Not fashion journalism. Journalism fashion.
I think it’s certainly a unique style. Not only do we have to be practical, as we are going to be walking all over the place, we also want it to be dressy. A journalist doesn’t want to look too dressed up though. Maybe they’ll just be talking to a citizen today; maybe it will be the CEO. We have to dress for both, because it’s unpredictable.
It’s good to start with a watch. First of all, it’s an essential. If you’re in an interview and need to check the time, it would be completely rude and off-putting to pull out your phone to check the time. You want it to be a watch that goes with everything. Probably not a digital watch, as those often are bulky and look a tad bit tacky.
For women, makeup should be a must. But, keep it tasteful. You don’t need to look like you’re going out to work Broadway and Ninth. For men, facial hair should either be gone or well kept, unless you’re in the investigative department and have been up for over 24 hours. 🙂
Of course every good journalist should have a well-fitting blazer/jacket in his or her collection. For women, pencil skirts are good, as long as they’re not too high and not trashy. Men: you don’t have to wear slacks identical to your jacket. Jeans and a jacket aren’t recommended though. In fact, jeans are only really acceptable when you’re in the newsroom or at home cranking out a story on deadline or when your source would feel uncomfortable if you were dressed up. Then, look put-together, but think casual.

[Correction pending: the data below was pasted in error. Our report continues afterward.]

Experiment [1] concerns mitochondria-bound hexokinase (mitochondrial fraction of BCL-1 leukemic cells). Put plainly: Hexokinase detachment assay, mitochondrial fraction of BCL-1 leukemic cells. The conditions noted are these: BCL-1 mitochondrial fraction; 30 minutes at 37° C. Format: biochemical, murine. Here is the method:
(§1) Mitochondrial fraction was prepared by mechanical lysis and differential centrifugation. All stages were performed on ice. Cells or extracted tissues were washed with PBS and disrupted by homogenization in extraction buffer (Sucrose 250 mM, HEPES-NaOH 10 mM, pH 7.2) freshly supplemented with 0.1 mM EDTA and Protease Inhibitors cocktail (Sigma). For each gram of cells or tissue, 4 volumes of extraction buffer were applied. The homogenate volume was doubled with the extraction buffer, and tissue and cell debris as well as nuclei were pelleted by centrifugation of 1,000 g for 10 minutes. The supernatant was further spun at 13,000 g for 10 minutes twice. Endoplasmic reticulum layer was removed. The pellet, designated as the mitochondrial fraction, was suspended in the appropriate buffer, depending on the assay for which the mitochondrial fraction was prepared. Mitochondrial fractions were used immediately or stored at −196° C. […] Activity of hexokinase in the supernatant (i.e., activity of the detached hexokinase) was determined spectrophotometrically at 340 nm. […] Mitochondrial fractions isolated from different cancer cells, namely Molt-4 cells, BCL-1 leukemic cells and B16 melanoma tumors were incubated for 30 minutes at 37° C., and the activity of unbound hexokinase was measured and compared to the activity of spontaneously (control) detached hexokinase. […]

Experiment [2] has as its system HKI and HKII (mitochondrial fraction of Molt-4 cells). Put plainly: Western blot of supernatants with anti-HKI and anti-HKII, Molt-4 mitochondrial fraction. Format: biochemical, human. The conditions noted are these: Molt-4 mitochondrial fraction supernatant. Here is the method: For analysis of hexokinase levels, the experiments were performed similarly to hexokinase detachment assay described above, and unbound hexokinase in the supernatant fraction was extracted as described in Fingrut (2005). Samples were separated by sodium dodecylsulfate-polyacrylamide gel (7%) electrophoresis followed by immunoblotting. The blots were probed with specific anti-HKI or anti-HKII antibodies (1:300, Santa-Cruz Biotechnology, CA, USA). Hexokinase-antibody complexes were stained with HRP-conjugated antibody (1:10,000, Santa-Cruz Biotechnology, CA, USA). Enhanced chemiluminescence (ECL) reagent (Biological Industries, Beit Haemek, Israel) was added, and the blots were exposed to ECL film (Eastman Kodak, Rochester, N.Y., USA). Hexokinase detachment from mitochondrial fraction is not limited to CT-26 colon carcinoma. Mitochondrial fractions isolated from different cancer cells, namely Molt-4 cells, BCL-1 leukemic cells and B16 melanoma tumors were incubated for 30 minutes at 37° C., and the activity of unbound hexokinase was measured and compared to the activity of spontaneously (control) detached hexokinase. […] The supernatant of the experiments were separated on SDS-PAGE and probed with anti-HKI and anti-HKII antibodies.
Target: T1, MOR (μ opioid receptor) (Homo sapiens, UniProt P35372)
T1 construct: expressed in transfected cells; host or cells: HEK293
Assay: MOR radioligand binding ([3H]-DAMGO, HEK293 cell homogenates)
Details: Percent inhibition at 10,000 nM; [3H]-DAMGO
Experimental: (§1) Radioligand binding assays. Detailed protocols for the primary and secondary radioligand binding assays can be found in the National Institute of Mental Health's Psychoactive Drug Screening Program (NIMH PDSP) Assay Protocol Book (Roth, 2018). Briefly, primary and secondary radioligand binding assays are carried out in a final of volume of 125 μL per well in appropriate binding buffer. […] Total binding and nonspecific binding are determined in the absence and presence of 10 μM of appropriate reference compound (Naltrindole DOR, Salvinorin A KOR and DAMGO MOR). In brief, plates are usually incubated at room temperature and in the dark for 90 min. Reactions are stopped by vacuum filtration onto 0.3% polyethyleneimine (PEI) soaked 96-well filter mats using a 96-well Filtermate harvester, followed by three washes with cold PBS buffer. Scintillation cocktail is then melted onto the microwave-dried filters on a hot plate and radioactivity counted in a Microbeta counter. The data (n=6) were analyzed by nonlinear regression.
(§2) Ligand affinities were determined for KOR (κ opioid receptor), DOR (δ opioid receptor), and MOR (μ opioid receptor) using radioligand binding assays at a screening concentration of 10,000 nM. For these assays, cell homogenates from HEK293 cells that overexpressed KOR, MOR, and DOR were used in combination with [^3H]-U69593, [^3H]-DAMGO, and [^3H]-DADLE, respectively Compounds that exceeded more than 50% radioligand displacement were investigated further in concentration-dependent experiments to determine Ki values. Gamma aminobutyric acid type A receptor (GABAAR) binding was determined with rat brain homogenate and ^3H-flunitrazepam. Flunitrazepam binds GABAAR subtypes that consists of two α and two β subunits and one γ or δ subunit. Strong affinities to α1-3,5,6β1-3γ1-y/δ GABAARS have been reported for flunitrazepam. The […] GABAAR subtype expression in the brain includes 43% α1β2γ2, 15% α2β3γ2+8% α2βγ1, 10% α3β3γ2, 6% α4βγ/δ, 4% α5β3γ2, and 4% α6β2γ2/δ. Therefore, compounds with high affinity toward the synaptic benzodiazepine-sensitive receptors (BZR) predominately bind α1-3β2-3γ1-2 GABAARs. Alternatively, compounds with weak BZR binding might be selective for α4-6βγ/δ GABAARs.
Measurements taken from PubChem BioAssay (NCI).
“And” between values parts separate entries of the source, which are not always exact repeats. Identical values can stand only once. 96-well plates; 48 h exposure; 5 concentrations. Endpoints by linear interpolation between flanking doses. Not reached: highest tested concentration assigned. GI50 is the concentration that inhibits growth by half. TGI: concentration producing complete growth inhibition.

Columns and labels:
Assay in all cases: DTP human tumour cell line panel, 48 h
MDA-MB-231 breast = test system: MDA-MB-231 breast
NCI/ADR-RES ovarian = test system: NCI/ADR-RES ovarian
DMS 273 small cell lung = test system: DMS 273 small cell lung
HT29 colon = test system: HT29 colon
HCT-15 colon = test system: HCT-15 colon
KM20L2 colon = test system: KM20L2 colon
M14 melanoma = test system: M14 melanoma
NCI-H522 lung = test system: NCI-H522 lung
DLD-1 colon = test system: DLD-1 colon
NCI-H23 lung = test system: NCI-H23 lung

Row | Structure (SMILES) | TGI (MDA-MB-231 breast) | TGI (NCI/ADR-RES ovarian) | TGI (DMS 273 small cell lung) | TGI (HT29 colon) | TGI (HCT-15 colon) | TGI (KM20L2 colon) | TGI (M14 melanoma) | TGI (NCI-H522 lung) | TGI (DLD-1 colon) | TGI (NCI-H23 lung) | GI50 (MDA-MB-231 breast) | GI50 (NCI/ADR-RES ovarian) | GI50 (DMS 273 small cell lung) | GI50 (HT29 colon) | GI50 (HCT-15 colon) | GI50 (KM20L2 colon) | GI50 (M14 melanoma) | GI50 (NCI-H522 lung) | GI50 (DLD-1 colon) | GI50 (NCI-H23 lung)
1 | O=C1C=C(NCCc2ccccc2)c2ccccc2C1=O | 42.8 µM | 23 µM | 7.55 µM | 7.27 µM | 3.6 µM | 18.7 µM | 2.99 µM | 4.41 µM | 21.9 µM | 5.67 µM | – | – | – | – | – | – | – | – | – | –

The classic trench coat, fedora with the press pass sticking out of the top with your notebook out and ready to go might be a little over-the-top all together, but your notebook should definitely be out if you’re interviewing- it’s as essential as a watch. The other two pieces are still good, probably just not together. You might look like Halloween.
All of this is important to remain conscious of, because you have to be aware of how you are being represented. You are the icon for all journalists when you are out on a story. The same goes for what you say and print. If you make one flub, the person the error is directed towards will probably not trust journalists for a very long time afterwards. They might end any subscription they had to your publication, and they will probably tell their friends.
It’s unfortunate that so many before us have made these errors. I look at Stephen Glass and Jayson Blair and wonder what happened. Years ago our career was represented by heroes. Literally. Superheroes are very often journalists. Spiderman was a photojournalist. Superman was not only a journalist, but his girlfriend was a journalist too (though clearly not a perceptive one, otherwise I feel like she would have realized Kent was Superman a long time ago).
I hope our generation of journalists can fix that. I hope that there aren’t people in my class of 2014 that would vow to never plagiarize and falsify a story. I don’t know that, but I certainly hope.
And I hope they stay honest with style.